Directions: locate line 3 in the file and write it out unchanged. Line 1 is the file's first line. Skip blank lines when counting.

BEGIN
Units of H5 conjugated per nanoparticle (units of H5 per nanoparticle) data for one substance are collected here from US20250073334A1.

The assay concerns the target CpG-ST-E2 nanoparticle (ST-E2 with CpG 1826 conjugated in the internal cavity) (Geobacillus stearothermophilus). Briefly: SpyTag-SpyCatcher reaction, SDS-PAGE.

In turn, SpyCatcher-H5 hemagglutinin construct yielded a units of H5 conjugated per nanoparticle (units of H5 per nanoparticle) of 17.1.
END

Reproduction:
In turn, SpyCatcher-H5 hemagglutinin construct yielded a units of H5 conjugated per nanoparticle (units of H5 per nanoparticle) of 17.1.